Facebook is setting aside $3 billion to cover the expected costs, including an anticipated fine, related to an ongoing investigation with the Federal Trade Commission over its privacy practices, the company said today. The expenses could go as high as $5 billion, Facebook said.
After announcing the anticipated settlement, Facebook’s market capitalization climbed by approximately $40 billion in just over an hour of after-hours trading.
The FTC’s probe has sought to determine if Facebook’s entanglement with Cambridge Analytica violated a 2011 agreement, known as a consent decree, with the U.S. government to improve its privacy practices. Since then, the social network has acknowledged additional data mishaps, prompting federal officials to expand their inquiry, according to two people familiar with the matter who spoke on the condition of anonymity because the probe is confidential under law. The probe could also target CEO Mark Zuckerberg personally, perhaps subjecting him to new oversight of his leadership, The Post first reported.
The low value of the fine relative to Facebook’s annual income is disappointing, but not quite as disappointing as recognizing that it’s a fine for breaking a 2011 agreement between the company and the FTC — not for breaking any particular law. That agreement established no financial penalties at the time, but would subject Facebook to fines for failing to agree to it.
That is to say that Facebook may not have faced penalties for its flagrant and wilful violation of basic privacy expectations over the past eight years had they not been previously caught doing so.
The case was brought by Alison Taylor, a Michigan woman whom the court describes as a “frequent recipient of parking tickets.” The city of Saginaw, Mich., like countless other cities around the country, uses chalk to mark the tires of cars to enforce time limits on parking.
By the time Taylor received her 15th citation in just a few years, she decided to go after the city — and specifically after parking enforcement officer Tabitha Hoskins.
Hoskins, Taylor alleged in her lawsuit, was a “prolific” chalker. Every single one of Taylor’s 15 tickets was issued by Hoskins after she marked a tire with chalk, and then circled back to see if Taylor’s car had moved. That chalking, Taylor argued, was unconstitutional.
“Trespassing upon a privately-owned vehicle parked on a public street to place a chalk mark to begin gathering information to ultimately impose a government sanction is unconstitutional under the Fourth Amendment,” Taylor’s lawyer, Philip Ellison, wrote in a court filing.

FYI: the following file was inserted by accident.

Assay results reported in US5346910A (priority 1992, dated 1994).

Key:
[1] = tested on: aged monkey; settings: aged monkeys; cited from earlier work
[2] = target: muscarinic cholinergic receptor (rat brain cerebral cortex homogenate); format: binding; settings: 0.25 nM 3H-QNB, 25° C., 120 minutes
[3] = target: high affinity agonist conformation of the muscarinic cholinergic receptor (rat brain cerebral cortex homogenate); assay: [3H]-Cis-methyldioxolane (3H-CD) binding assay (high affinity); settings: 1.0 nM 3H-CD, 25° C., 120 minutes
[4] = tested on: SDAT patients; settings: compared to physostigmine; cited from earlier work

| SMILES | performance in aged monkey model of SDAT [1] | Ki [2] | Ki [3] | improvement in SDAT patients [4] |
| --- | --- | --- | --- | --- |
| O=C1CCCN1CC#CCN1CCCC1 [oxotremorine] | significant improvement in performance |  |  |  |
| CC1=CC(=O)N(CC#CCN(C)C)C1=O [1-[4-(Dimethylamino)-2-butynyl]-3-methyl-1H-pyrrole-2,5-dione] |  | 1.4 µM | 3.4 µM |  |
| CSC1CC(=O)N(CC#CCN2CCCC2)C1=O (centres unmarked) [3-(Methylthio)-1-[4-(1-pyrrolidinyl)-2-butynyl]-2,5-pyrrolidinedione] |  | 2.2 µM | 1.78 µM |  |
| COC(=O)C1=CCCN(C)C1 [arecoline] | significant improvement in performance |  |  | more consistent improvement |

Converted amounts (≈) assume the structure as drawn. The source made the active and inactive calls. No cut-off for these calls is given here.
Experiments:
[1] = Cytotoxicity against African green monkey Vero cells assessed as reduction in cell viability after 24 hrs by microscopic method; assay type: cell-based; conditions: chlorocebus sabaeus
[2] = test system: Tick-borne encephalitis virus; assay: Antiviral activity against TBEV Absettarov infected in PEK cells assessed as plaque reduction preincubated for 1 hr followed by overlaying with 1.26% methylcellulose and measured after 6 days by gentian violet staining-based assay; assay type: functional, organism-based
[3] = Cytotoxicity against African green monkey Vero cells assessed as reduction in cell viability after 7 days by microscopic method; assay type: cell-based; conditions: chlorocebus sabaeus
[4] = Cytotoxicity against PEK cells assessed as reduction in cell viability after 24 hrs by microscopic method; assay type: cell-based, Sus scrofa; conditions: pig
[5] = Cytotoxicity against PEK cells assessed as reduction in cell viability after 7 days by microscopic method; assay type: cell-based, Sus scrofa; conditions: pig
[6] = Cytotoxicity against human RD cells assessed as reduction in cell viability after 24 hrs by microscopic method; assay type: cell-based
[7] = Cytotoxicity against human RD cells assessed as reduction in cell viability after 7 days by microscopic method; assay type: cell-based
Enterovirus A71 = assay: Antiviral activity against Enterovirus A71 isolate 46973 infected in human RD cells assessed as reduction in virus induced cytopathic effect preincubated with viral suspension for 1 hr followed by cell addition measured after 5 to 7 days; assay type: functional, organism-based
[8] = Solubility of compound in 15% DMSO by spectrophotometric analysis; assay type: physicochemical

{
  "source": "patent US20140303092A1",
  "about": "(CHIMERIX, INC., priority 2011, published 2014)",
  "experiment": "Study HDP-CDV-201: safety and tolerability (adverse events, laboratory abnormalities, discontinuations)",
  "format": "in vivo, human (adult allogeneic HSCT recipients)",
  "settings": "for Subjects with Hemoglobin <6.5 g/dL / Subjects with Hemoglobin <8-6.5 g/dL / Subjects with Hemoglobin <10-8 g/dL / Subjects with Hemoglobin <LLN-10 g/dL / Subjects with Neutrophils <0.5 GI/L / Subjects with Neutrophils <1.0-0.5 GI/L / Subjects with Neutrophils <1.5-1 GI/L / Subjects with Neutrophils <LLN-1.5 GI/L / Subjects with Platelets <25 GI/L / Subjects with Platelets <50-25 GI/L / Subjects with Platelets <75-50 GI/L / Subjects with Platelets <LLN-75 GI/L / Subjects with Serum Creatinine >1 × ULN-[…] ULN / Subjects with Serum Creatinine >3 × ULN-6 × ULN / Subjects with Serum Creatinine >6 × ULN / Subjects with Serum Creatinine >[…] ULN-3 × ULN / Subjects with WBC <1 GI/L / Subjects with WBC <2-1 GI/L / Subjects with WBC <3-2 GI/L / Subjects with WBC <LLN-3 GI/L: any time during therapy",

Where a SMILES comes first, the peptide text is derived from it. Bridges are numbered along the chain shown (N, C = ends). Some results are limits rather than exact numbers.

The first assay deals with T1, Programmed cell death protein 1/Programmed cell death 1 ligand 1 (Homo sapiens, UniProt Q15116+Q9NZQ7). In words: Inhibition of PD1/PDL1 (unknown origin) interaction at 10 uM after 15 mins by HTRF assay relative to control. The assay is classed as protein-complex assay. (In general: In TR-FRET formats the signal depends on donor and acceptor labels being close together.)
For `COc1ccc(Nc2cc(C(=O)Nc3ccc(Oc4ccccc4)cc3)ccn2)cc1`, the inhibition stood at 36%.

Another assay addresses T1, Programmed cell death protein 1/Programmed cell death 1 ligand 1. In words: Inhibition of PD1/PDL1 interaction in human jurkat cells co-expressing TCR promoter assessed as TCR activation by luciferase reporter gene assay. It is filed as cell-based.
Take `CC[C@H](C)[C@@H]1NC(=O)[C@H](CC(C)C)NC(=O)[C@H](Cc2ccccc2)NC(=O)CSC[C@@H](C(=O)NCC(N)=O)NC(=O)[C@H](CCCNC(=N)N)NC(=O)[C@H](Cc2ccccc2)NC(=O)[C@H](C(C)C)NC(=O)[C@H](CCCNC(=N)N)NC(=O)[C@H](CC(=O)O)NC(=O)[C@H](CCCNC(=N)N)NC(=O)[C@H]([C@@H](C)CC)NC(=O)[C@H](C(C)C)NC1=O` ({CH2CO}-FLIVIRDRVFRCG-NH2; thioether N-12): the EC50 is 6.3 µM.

A three-judge panel of the U.S. Court of Appeals for the 6th Circuit unanimously agreed. Chalking tires is a kind of trespass, Judge Bernice Donald wrote for the panel, and it requires a warrant. The decision affects the 6th Circuit, which includes Michigan, Ohio, Kentucky and Tennessee.
It’s interesting to watch the surveillance ratchet in action. This court decision means that a simple, privacy-preserving method of parking enforcement will be replaced nationwide with photographic databases of parked cars.
This is one of those cases where the legal interpretation baffles the common sense understanding — in this case, of what constitutes a “search” or, indeed, “trespassing”. With enough time, Cegłowski’s imagined outcome seems entirely likely.
Four years ago today, the Apple Watch went on sale. Like many of Apple’s biggest hits, it wasn’t immediately well-understood. I think that was partly because of the distraction of the solid gold Edition model, and also partly because of the way the company pitched it. Like the iPhone’s infamous iPod, phone, and internet communicator setup, the Apple Watch was three things: a precise and customizable timepiece, an intimate communications device, and a health and fitness companion. It debuted in two sizes, classified by case material into three collections, all with a bunch of different band options, and with feature-rich software and third-party app availability. In hindsight, I think the rollout of the Apple Watch was unnecessarily complicated for a first-generation product.
But several generations of Apple Watch models and WatchOS versions later, that almost doesn’t matter. The watch has been, it is safe to say, a resounding success for the company. Apple has never broken out sales figures for it, but it’s likely one of the best-selling device families they’ve ever done. From a convoluted and much-mocked start, it has grown to become an invaluable accessory for millions. One more reason it was so often misunderstood: it’s truly the kind of product that you need to use to understand it.
I bought my first shortly after Apple started shipping them in 2015; I liked my Apple Watch so much that I replaced it with a Series 1 model the same day I shattered my Sport’s display in December 2016. But despite the allure of recent models’ GPS capabilities and far nicer industrial design, I have not had the itch to upgrade.